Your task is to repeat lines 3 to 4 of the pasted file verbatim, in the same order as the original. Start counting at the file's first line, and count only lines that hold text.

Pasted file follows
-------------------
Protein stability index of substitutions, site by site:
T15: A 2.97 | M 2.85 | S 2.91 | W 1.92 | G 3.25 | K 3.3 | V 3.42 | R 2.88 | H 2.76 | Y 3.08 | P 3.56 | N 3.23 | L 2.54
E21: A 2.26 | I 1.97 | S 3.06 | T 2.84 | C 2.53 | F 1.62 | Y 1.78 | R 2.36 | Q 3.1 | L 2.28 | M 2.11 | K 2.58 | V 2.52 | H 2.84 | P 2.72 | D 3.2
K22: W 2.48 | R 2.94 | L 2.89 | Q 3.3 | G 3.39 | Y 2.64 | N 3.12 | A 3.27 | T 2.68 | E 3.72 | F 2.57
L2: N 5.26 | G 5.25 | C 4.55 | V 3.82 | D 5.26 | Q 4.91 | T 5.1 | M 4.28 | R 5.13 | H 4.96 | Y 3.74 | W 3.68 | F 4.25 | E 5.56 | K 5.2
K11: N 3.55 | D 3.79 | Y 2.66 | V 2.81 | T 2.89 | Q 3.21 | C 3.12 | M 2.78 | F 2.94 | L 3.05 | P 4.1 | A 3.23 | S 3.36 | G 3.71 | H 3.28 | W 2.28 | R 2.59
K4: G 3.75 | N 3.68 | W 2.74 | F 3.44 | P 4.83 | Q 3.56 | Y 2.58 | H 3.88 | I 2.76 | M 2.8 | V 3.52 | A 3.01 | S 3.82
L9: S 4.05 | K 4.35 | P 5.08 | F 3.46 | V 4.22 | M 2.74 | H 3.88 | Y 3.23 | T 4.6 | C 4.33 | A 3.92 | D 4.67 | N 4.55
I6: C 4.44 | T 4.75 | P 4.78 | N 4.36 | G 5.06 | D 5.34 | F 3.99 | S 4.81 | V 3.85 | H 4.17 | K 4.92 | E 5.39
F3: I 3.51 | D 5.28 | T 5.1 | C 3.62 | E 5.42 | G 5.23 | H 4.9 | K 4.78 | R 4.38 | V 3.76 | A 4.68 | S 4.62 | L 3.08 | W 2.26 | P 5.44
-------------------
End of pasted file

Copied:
E21: A 2.26 | I 1.97 | S 3.06 | T 2.84 | C 2.53 | F 1.62 | Y 1.78 | R 2.36 | Q 3.1 | L 2.28 | M 2.11 | K 2.58 | V 2.52 | H 2.84 | P 2.72 | D 3.2
K22: W 2.48 | R 2.94 | L 2.89 | Q 3.3 | G 3.39 | Y 2.64 | N 3.12 | A 3.27 | T 2.68 | E 3.72 | F 2.57